I believe in writing that whispers. I believe in writing that doesn’t shout to get your attention. It snaps, only once.


To beckon you in, to draw you closer.

To lean in, to hold eye contact.

To listen, writer to reader.

Voice to voice.

If you can’t hear it, draw a little closer. I’ll wait. Are you listening? Good.


I believe in writing that sometimes snaps like the keys of an antiquated typewriter, in words formed by the inky letters that crack to attention under the bloodstained fingertips of the typist. I believe in writing that flows like blood, pulsing and sticky, metallic and warm. When the midnight sky compresses like deep water and the pain oppresses lungs and robs breath, I believe in words written in blood. When the bloodstained clothes that no one sees spell out ALONE in bold letters on a darkened mind, I believe in writing that heals.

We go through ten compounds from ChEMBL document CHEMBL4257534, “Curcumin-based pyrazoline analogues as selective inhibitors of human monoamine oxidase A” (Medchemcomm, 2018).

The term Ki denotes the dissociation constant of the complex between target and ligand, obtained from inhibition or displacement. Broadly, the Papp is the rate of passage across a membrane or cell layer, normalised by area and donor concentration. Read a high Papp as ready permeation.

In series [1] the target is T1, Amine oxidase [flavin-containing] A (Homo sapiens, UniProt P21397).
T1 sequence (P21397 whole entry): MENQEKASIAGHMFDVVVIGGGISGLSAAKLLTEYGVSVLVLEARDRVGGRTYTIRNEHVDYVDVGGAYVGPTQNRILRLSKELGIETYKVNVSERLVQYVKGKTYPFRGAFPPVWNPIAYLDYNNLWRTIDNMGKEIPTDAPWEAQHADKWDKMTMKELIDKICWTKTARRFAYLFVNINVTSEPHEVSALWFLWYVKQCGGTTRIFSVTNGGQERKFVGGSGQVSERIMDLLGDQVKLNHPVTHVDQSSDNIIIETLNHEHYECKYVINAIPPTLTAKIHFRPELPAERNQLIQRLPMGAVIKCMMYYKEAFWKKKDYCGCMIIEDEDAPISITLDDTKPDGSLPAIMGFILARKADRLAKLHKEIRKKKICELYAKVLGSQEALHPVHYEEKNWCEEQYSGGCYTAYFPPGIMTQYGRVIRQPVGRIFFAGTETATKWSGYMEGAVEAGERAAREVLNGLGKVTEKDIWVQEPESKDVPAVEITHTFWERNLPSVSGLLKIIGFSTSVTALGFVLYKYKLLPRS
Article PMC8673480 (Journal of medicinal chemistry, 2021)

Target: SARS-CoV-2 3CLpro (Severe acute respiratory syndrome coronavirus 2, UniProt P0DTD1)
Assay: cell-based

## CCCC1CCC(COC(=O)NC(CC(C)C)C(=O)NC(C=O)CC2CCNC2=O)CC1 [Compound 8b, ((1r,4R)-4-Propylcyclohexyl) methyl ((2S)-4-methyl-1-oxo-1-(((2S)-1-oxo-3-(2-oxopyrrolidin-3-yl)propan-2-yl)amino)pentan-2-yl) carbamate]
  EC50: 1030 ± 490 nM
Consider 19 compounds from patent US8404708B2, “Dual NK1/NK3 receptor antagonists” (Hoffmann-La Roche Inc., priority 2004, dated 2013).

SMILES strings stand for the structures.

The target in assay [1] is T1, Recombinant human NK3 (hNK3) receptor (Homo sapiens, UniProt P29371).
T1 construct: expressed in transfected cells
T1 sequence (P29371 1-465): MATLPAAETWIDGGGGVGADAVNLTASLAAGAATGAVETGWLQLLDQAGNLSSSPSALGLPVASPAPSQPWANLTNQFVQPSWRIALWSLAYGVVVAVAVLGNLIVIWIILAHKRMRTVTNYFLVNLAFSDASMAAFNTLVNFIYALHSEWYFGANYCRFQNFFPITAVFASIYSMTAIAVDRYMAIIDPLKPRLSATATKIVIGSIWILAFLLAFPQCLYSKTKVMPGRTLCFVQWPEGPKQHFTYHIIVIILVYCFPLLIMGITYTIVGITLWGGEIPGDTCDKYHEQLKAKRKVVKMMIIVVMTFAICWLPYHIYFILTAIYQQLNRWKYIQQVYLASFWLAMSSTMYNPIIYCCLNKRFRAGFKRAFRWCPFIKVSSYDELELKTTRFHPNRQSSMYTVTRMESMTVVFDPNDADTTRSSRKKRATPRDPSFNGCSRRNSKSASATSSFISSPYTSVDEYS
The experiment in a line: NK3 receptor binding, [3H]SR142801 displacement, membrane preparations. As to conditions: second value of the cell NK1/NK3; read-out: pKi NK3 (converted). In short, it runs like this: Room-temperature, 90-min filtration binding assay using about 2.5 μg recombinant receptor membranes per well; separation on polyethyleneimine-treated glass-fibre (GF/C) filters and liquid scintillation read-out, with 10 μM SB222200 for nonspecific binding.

I believe we write to know we are not alone.

I believe in sentences like sawdust. Like sawdust that settles on all the surfaces and in all the crevices of the mind, waiting to be collected, swept, and formed in any which way. The dusty pixels of stories passed from writer to reader. Like sawdust that coats the mind after the images fade, the remnant of emotions, ideas, truth.

I believe in novels that smell like the tips of colored pencils on fire with the friction of creation. Burning from the sensation of creating order out of disorder. Reason from pain. I believe in writing that fosters peace in the midst of uncertainty, hope in the midst of despair.

I do not believe in writing that is bombastic in its approach. Works that shout on street corners and in subway tunnels, that demand acknowledgement, affirmation, attention. I do not believe in novels that swear promises. Not promises of sensuality nor cheap thrills nor happy endings.

I believe in writing that simply is.

Writing that whispers, draws you in. Sentences that require you to press your ear to the page and listen, to breathe the echoes of a once-living organism, resurrected by ink and blood.

I believe in writing that does not need you, but wants you. Truth does not require an audience. But it wants you, to heal you if it can, to direct you when it can’t.

I believe in stories that we need. I believe in writing His story, not mine.


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